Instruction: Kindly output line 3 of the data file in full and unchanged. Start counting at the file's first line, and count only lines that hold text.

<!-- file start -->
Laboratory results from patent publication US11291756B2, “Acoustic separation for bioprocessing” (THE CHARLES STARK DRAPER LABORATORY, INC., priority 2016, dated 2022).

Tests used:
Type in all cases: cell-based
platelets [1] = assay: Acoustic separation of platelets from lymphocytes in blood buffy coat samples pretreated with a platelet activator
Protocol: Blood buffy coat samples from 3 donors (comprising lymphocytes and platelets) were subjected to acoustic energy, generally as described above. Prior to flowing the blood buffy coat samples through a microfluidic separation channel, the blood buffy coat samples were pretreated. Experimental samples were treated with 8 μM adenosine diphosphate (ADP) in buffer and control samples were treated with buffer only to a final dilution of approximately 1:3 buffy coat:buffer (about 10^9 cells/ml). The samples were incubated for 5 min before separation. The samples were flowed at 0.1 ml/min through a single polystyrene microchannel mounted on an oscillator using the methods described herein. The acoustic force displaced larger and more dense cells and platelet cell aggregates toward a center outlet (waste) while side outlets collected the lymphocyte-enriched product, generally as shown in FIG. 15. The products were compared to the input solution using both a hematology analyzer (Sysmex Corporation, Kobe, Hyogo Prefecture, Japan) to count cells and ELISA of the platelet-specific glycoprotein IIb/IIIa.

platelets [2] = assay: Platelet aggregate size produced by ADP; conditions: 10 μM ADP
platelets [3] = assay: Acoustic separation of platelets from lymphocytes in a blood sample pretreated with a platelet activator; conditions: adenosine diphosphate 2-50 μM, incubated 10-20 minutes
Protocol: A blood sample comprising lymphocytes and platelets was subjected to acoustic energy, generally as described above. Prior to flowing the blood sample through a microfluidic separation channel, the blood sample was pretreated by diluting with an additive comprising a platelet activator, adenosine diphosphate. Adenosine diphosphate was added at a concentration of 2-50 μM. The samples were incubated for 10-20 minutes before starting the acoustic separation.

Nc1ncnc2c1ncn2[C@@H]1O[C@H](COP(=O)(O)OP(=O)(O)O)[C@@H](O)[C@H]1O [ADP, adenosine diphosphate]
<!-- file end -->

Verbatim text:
Type in all cases: cell-based